Sunday, March 16, 2008

Your baby is spoiling my Earth

During Joe Fontana's 2004 federal campaign, I recall an audience member at a debate at Central Library questioned 'Smokin' Joe' on the apparent contradiction in his claims to support both breeders/families and protecting the environment. Joe tried to weasel his way out of answering, calling the question ridiculous, and questioning the sobriety of the questioner. One could easily see that beneath Joe's slickly polished veneer he really didn't want to answer the question. Even some of the Greens in the audience cowered when this question arose. It seems not many people want to face this truth: babies and environmentalism are in conflict.

And babies are perennially popular. No matter how seemingly enlightened a woman appears these days, most still seem willing to sacrifice their bodies, lives and minds, and breed at some point.

In today's Free Press, Vivian Song admits to attending a Babypalooza - the very name of it sent shivers up my spine and forced me to withhold a choking burp over my keyboard.

This scenario is shameful not only for being so cliche, but it's also appalling for contravening a basic tenet of eco-consciousness: Stop breeding.

. . . Having children is selfish, environmentalists say, driven by the egotistical need to preserve the genetic line at the expense of the planet.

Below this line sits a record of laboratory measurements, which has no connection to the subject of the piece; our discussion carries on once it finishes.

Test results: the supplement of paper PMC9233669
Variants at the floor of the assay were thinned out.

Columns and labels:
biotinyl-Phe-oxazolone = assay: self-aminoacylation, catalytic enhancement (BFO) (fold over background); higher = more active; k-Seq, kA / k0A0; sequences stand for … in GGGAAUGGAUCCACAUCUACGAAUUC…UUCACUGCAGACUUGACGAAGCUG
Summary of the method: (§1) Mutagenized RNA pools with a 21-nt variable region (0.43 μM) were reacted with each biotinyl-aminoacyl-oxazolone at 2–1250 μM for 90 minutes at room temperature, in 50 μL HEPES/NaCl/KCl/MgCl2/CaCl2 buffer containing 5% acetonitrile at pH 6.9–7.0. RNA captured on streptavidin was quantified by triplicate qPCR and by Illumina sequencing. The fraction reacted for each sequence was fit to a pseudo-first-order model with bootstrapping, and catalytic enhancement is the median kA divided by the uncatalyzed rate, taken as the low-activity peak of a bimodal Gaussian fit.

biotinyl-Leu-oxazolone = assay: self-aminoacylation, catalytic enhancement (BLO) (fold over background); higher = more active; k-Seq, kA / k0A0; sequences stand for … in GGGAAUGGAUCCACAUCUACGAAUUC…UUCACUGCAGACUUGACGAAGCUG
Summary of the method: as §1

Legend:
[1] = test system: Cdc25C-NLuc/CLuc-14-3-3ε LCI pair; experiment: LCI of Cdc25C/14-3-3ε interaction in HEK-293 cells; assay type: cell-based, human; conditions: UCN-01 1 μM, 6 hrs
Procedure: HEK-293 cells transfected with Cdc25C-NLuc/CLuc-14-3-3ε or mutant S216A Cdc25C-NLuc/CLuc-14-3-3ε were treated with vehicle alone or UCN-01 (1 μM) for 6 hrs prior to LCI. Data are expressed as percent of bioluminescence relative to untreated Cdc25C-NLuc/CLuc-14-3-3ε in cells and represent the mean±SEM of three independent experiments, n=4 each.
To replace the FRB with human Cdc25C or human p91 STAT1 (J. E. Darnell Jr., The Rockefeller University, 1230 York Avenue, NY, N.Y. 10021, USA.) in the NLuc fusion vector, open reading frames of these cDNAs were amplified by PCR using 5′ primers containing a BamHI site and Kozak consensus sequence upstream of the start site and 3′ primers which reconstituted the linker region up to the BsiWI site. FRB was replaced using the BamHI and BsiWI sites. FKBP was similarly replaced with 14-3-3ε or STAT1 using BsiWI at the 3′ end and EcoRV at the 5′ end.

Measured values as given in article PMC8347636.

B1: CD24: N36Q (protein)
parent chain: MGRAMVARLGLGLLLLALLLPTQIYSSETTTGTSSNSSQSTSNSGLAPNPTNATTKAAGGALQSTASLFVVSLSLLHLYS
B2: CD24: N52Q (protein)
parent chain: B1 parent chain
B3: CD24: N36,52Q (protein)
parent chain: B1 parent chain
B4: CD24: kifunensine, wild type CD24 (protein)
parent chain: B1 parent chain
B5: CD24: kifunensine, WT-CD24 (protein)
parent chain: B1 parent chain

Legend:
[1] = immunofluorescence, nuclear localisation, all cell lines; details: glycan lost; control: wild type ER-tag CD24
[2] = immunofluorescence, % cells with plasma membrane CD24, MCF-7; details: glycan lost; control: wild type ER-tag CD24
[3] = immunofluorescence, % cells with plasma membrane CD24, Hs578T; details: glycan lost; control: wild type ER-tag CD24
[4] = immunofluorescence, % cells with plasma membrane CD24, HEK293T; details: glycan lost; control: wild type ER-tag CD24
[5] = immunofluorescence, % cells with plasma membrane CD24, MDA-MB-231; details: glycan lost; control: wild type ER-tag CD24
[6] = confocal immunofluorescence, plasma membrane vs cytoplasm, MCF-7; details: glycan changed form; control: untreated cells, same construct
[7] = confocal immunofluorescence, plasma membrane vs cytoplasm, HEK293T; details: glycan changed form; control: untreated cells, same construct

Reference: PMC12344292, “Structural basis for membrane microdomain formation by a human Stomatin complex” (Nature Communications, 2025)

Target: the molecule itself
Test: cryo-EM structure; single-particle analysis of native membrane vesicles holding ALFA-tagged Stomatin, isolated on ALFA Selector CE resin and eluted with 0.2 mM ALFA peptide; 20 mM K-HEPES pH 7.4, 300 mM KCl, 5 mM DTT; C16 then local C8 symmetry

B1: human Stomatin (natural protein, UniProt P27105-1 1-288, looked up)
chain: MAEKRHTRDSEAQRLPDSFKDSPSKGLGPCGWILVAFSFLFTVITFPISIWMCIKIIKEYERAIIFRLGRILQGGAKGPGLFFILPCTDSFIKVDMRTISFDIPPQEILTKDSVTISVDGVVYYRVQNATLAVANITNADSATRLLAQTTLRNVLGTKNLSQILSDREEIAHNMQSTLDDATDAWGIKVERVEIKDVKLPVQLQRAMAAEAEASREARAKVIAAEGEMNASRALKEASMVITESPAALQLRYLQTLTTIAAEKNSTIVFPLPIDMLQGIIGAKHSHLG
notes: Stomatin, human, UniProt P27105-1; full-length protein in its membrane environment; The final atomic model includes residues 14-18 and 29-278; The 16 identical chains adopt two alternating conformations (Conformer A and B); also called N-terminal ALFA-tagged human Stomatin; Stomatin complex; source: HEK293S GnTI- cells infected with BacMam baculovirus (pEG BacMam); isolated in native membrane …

The world population is projected to grow from 6.7 billion in 2007 to 9.2 billion in 2050.

Humans are consuming the planet's resources faster than they can be renewed, says the WWF in its Living Planet Report published in 2006.

Our "Ecological Footprint" has more than tripled since 1961, and now exceeds the world's ability to regenerate by about 25%. But overpopulation is largely ignored among politicians because of what John Seager of the Population Connection calls CIA -- China, immigration and abortion -- three highly controversial issues.

. . . "We can drive hybrid cars and buy compact fluorescent light bulbs but we're not going to shop our way out of this," Seager says.
Fortunately, the hosts of the debate at Central insisted Joe had an obligation to explain the apparent contradiction of the various sides of his mouth. When he did answer, he admitted that he was most supportive of families. Joe was no fool: families vote; trees don't.